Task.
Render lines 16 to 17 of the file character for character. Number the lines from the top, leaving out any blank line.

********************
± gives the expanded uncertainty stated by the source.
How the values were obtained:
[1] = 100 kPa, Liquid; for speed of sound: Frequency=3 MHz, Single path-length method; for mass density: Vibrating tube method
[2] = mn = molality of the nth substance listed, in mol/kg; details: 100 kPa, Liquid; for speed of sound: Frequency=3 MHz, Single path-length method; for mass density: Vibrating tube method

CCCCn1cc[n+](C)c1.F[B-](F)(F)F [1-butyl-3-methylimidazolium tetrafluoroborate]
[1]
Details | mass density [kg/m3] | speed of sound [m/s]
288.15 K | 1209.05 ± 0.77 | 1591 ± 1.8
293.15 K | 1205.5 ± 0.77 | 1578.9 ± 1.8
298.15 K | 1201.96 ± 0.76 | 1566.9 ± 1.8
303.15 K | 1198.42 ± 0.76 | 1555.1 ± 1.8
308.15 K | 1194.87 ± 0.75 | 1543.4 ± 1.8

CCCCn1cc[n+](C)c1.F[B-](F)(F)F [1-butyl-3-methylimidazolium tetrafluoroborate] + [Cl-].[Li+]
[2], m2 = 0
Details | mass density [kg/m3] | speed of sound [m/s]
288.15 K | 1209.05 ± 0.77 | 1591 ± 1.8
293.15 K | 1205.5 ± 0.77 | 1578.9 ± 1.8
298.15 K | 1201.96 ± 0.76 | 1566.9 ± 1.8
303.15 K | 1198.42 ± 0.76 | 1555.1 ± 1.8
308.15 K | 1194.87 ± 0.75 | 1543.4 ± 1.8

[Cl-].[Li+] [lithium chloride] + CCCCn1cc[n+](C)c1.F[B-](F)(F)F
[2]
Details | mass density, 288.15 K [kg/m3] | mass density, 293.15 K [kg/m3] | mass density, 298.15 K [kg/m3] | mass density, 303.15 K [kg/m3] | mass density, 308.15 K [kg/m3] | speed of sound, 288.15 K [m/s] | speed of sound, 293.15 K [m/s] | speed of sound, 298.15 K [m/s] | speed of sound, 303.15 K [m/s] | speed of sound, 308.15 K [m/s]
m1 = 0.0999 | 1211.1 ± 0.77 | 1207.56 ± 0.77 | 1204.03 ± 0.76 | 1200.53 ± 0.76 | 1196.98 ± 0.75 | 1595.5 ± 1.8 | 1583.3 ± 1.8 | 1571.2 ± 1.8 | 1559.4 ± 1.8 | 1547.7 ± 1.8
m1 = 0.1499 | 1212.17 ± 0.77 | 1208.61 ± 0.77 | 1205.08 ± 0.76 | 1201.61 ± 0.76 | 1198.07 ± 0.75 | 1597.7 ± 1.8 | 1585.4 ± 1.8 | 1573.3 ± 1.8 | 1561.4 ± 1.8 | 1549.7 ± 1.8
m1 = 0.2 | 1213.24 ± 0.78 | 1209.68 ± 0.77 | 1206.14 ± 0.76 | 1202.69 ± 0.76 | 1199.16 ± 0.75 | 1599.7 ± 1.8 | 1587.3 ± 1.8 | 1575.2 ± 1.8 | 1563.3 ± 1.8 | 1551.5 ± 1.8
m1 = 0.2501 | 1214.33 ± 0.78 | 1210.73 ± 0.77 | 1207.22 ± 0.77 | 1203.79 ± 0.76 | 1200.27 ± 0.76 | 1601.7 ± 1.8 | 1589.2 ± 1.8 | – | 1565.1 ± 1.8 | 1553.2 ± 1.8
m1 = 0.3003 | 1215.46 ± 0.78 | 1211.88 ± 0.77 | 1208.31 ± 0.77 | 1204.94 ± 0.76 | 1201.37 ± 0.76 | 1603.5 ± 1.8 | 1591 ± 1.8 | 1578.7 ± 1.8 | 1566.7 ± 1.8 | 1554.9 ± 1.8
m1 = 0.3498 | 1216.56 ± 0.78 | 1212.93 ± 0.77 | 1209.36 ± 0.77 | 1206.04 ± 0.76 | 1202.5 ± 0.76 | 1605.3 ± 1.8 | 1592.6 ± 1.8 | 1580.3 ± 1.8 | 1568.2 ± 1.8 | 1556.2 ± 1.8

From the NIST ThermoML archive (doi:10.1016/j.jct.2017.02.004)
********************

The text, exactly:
288.15 K | 1209.05 ± 0.77 | 1591 ± 1.8
293.15 K | 1205.5 ± 0.77 | 1578.9 ± 1.8